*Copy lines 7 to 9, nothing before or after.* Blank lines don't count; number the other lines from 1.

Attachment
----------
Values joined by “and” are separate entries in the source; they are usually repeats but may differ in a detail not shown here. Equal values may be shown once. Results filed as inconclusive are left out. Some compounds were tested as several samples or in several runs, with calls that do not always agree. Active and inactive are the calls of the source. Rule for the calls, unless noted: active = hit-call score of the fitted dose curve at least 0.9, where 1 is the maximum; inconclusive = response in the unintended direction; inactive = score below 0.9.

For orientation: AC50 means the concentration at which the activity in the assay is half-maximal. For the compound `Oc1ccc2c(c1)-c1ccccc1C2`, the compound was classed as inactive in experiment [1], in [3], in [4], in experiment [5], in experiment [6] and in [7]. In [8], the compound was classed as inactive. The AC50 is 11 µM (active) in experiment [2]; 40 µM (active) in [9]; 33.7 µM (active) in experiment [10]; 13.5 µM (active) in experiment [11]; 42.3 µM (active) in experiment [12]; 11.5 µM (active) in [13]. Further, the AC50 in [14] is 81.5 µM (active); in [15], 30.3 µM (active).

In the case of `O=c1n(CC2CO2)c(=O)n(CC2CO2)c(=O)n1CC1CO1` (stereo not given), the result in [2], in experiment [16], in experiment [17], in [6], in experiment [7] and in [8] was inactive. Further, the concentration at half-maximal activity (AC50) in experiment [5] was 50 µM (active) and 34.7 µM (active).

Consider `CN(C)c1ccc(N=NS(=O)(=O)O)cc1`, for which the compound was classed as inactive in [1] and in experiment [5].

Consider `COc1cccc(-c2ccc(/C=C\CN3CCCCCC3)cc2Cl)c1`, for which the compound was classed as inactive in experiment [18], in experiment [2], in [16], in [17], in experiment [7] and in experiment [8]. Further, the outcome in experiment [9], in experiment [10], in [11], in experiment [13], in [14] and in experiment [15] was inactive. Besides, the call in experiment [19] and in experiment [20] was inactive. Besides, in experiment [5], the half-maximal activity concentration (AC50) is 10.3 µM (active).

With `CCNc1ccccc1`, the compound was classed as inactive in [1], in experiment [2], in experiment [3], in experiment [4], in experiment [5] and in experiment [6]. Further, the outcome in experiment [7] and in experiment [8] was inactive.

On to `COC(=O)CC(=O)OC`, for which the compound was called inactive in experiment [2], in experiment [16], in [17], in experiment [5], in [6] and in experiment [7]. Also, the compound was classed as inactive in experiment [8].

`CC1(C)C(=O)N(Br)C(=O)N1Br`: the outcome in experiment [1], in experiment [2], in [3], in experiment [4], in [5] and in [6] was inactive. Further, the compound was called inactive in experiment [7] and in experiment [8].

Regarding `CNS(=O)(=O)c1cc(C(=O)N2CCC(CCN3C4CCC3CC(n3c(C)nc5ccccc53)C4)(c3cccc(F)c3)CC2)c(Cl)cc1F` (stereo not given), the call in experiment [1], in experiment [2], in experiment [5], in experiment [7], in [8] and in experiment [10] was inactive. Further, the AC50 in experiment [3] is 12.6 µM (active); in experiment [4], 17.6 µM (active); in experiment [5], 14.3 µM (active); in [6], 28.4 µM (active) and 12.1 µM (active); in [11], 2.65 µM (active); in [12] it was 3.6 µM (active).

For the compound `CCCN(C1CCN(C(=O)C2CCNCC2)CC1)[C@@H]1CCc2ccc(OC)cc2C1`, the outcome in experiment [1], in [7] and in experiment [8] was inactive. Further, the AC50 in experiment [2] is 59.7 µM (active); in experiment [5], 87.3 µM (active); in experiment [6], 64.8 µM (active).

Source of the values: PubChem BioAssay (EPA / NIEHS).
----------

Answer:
On to `COC(=O)CC(=O)OC`, for which the compound was called inactive in experiment [2], in experiment [16], in [17], in experiment [5], in [6] and in experiment [7]. Also, the compound was classed as inactive in experiment [8].

`CC1(C)C(=O)N(Br)C(=O)N1Br`: the outcome in experiment [1], in experiment [2], in [3], in experiment [4], in [5] and in [6] was inactive. Further, the compound was called inactive in experiment [7] and in experiment [8].

Regarding `CNS(=O)(=O)c1cc(C(=O)N2CCC(CCN3C4CCC3CC(n3c(C)nc5ccccc53)C4)(c3cccc(F)c3)CC2)c(Cl)cc1F` (stereo not given), the call in experiment [1], in experiment [2], in experiment [5], in experiment [7], in [8] and in experiment [10] was inactive. Further, the AC50 in experiment [3] is 12.6 µM (active); in experiment [4], 17.6 µM (active); in experiment [5], 14.3 µM (active); in [6], 28.4 µM (active) and 12.1 µM (active); in [11], 2.65 µM (active); in [12] it was 3.6 µM (active).